“Gov. Parson will continue to fulfill his duties from the governor's mansion for the next 10 days and participate virtually in scheduled events, calls and interviews,” the release said.
The release said all official and campaign events have been canceled until further notice.
“Other close contacts of the governor and first lady are being identified, and the governor's office is working closely with DHSS and the Cole County Health Department on contact tracing efforts,” a release said.
Staff members who have not been identified as close contacts of the Parsons continue to work in the office, a release said.
“The governor's office will continue to operate without interruption during this time,” a release said.
In his video, Parson asked for prayers as he and the first lady move forward.
He reminded Missouri residents to socially distance, wear a mask and wash hands frequently.
“If you are sick or experience COVID-19 symptoms, please contact your physician and take the necessary steps to protect yourself and others,” a release said.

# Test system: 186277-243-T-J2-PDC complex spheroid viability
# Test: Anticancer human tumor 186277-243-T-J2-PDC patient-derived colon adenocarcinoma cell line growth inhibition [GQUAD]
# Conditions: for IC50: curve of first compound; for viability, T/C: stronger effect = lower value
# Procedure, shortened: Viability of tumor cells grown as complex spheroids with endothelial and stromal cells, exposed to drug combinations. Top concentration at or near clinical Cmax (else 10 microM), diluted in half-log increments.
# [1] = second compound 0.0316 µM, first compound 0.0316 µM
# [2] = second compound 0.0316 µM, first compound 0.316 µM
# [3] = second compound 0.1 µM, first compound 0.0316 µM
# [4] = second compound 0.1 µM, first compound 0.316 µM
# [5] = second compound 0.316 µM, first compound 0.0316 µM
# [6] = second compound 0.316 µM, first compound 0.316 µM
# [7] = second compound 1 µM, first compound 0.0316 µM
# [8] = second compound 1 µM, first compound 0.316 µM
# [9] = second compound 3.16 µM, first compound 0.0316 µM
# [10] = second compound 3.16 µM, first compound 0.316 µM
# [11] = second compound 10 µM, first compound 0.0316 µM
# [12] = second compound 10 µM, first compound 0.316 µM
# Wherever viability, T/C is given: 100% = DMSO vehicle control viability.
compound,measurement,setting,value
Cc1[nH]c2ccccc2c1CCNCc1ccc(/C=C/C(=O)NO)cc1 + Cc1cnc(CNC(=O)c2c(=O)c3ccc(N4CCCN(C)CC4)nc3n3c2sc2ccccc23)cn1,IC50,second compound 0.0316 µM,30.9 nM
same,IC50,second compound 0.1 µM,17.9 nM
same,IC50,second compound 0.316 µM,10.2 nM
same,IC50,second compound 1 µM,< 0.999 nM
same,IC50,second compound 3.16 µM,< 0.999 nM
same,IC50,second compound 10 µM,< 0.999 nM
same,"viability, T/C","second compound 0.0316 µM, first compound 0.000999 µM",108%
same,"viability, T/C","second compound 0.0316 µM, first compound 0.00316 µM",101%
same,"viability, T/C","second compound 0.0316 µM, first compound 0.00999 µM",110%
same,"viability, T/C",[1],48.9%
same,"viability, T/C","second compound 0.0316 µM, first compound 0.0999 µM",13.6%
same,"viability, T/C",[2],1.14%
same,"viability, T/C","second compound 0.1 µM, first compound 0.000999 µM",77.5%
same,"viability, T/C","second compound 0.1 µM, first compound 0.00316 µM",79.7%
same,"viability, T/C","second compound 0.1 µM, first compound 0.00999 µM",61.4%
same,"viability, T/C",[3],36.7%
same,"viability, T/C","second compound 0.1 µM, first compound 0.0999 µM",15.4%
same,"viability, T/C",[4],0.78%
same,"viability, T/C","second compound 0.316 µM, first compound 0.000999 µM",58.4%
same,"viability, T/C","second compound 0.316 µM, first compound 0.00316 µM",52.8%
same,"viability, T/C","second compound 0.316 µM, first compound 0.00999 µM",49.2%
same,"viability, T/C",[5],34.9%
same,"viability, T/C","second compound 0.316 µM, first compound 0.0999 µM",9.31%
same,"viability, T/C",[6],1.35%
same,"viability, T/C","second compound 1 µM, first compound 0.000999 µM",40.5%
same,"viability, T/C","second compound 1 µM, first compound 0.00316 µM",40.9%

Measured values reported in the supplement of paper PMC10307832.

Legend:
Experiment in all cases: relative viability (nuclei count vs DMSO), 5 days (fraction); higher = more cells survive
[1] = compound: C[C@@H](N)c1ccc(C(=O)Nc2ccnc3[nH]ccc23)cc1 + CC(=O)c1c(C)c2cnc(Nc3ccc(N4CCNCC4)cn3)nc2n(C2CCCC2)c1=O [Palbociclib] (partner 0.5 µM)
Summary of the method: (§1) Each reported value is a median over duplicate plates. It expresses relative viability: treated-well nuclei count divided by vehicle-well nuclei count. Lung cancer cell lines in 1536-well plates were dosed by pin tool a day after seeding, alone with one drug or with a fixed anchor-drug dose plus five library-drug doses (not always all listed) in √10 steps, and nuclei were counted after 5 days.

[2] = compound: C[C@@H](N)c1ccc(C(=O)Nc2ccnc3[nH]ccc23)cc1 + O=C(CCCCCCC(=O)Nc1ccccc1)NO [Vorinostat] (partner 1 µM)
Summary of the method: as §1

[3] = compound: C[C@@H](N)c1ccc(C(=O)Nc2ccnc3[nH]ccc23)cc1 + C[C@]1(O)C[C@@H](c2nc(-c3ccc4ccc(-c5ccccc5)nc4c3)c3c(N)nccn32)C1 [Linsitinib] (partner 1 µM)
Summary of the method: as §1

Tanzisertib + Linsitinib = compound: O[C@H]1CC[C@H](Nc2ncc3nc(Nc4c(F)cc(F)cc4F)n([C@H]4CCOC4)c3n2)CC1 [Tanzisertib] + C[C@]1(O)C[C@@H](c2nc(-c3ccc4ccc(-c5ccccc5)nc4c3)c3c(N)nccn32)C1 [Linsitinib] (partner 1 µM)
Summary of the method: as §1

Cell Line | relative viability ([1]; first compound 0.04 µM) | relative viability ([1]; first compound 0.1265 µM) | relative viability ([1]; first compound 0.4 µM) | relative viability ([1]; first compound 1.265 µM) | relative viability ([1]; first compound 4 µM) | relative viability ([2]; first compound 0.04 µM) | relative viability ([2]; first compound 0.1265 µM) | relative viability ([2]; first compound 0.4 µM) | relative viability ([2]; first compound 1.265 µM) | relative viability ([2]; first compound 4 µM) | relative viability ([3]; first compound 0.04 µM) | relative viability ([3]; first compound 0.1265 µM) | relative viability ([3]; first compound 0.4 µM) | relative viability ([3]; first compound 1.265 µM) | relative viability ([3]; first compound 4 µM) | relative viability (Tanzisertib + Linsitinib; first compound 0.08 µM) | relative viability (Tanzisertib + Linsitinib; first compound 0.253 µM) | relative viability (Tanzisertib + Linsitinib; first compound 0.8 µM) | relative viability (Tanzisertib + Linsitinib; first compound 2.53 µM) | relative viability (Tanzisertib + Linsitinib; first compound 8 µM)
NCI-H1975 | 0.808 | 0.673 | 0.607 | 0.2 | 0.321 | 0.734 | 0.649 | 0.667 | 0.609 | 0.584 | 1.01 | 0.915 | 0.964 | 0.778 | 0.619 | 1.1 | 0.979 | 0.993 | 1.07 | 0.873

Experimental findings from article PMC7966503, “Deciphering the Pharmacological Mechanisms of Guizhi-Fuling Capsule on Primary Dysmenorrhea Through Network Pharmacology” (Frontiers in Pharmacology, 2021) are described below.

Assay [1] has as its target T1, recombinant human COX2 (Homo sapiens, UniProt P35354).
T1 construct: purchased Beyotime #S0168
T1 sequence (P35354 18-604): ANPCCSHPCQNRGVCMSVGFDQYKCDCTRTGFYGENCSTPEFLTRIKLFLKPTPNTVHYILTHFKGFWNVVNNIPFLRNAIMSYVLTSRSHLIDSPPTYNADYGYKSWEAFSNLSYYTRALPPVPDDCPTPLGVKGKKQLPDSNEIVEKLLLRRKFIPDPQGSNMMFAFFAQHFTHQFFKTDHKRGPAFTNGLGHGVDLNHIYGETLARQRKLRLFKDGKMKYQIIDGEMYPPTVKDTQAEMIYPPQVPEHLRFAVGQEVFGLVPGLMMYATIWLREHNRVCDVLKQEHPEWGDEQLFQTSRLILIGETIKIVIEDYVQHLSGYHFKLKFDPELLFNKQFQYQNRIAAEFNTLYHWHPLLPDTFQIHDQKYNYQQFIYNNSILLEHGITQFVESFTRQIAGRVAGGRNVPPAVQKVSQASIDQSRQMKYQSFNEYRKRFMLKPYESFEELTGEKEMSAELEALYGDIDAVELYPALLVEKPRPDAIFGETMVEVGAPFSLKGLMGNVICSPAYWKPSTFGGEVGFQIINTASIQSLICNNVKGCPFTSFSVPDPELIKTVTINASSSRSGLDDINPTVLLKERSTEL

State Auditor Nicole Gallaway, Parson’s opponent in the upcoming November election, released a statement following the announcement.
“I wish Gov. Parson and first lady Teresa Parson a safe and full recovery,” Galloway said. “This is a stark reminder that this virus can reach anyone, anywhere and that this pandemic is far from over. We must all continue to do our part in preventing the spread of the virus by practicing social distancing, washing hands, and wearing a mask.”
Confirmed positive cases of COVID-19 for the county continued to sharply rise this week, with the Polk County Health Center announcing 46 cases, a new single-day record, added on Thursday, Sept. 24.